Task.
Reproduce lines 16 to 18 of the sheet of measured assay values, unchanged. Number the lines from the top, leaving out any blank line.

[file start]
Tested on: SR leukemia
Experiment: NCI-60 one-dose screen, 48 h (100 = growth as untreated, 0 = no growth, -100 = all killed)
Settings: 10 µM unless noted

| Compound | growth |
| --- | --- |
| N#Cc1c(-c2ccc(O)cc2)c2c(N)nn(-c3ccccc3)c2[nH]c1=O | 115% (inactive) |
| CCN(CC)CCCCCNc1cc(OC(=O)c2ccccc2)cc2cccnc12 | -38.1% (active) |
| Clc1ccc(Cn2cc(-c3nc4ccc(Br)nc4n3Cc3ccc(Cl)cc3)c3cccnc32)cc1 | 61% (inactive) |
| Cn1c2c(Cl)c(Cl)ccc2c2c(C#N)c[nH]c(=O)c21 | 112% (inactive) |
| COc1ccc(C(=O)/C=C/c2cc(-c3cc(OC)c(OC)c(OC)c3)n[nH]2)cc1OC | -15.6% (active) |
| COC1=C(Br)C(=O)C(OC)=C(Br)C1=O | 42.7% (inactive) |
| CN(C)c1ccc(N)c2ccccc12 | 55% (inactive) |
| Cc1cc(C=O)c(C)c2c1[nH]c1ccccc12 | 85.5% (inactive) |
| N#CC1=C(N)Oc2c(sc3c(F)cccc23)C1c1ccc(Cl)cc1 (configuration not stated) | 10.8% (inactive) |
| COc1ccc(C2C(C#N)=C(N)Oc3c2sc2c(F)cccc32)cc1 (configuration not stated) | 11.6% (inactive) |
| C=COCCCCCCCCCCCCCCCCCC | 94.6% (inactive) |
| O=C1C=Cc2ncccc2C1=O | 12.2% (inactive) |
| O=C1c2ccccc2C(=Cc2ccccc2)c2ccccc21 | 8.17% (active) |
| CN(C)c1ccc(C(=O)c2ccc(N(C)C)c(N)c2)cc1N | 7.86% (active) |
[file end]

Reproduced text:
| C=COCCCCCCCCCCCCCCCCCC | 94.6% (inactive) |
| O=C1C=Cc2ncccc2C1=O | 12.2% (inactive) |
| O=C1c2ccccc2C(=Cc2ccccc2)c2ccccc21 | 8.17% (active) |